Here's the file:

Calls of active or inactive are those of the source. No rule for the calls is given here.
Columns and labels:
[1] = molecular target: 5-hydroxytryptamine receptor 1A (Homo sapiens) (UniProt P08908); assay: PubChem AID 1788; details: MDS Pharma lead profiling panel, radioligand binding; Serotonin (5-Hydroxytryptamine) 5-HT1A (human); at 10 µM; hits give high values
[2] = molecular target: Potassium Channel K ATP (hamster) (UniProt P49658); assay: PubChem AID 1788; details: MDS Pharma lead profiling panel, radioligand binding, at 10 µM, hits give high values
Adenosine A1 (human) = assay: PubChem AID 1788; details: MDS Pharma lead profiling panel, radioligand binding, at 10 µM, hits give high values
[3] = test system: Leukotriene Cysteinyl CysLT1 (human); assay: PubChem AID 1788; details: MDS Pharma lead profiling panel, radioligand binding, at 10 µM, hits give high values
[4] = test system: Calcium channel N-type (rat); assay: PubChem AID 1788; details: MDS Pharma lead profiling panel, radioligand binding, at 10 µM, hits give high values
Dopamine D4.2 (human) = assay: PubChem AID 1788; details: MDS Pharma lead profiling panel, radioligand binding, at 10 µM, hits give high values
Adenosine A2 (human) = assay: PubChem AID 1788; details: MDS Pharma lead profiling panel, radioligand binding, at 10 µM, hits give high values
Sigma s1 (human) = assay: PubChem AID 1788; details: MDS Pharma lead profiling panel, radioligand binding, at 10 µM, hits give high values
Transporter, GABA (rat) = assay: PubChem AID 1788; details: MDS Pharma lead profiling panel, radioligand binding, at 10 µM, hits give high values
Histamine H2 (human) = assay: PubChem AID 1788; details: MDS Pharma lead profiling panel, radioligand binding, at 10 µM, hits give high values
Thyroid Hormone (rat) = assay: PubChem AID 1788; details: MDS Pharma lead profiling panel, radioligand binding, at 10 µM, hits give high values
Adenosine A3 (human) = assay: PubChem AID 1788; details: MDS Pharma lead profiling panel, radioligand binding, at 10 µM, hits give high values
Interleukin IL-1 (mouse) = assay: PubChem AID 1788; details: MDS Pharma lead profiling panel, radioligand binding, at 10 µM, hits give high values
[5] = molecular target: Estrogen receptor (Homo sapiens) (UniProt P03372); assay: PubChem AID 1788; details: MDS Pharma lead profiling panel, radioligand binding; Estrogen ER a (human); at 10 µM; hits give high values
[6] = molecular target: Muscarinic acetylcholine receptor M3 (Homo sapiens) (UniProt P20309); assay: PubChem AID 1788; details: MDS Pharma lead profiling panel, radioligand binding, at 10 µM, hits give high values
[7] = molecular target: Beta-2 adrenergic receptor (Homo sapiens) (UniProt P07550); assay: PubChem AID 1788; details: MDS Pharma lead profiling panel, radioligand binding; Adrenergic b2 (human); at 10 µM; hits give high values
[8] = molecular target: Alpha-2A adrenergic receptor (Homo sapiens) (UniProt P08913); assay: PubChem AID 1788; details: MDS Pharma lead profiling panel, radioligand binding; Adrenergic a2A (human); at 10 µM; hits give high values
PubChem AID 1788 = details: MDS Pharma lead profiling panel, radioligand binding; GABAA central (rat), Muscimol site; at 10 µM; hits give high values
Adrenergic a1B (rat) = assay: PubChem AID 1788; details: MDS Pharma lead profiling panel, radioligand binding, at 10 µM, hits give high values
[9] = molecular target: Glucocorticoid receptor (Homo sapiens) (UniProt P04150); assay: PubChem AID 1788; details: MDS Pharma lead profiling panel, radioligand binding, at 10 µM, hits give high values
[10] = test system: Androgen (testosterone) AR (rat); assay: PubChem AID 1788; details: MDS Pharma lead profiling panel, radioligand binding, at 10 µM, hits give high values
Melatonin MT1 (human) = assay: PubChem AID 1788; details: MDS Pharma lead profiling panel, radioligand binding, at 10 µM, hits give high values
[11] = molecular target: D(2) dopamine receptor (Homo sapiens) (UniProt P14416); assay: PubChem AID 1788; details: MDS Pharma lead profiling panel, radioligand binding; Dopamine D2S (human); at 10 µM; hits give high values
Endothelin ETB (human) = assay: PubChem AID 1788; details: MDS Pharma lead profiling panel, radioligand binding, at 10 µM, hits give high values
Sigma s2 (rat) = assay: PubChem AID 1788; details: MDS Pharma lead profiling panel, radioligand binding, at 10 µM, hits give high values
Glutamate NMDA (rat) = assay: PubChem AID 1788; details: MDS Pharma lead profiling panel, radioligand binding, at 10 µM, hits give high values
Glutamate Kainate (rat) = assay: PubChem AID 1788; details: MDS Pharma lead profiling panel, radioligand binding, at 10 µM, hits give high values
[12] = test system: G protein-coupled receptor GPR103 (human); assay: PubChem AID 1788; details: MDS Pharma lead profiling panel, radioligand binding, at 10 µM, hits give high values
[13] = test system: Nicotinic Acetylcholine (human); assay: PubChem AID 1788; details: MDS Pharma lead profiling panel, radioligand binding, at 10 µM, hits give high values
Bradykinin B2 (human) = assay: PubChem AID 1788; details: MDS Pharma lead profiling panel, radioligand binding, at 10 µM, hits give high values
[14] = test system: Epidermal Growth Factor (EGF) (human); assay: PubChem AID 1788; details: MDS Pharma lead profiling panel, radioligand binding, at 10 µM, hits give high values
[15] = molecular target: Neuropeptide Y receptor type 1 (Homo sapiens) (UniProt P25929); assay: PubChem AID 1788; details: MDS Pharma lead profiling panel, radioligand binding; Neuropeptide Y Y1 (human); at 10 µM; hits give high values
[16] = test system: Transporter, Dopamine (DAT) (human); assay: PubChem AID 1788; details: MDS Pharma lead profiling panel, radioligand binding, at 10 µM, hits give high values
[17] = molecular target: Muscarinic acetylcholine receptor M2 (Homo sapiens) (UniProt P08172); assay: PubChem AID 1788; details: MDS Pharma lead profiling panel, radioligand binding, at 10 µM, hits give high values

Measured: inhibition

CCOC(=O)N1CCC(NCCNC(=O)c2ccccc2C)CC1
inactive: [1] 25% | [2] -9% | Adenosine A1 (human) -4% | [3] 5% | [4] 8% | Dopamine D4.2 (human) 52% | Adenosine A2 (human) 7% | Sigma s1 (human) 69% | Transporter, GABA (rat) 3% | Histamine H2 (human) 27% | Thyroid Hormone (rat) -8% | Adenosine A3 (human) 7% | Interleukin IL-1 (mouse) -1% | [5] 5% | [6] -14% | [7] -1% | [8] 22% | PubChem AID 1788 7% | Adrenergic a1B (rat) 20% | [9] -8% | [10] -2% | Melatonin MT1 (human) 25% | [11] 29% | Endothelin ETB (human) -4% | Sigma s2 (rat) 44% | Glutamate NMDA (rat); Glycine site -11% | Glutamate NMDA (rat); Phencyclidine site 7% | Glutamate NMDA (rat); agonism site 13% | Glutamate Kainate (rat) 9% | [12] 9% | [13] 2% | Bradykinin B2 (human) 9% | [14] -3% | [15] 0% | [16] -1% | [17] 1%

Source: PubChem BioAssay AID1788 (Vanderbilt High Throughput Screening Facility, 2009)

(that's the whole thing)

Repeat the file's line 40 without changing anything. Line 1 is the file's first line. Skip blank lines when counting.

Source: PubChem BioAssay AID1788 (Vanderbilt High Throughput Screening Facility, 2009)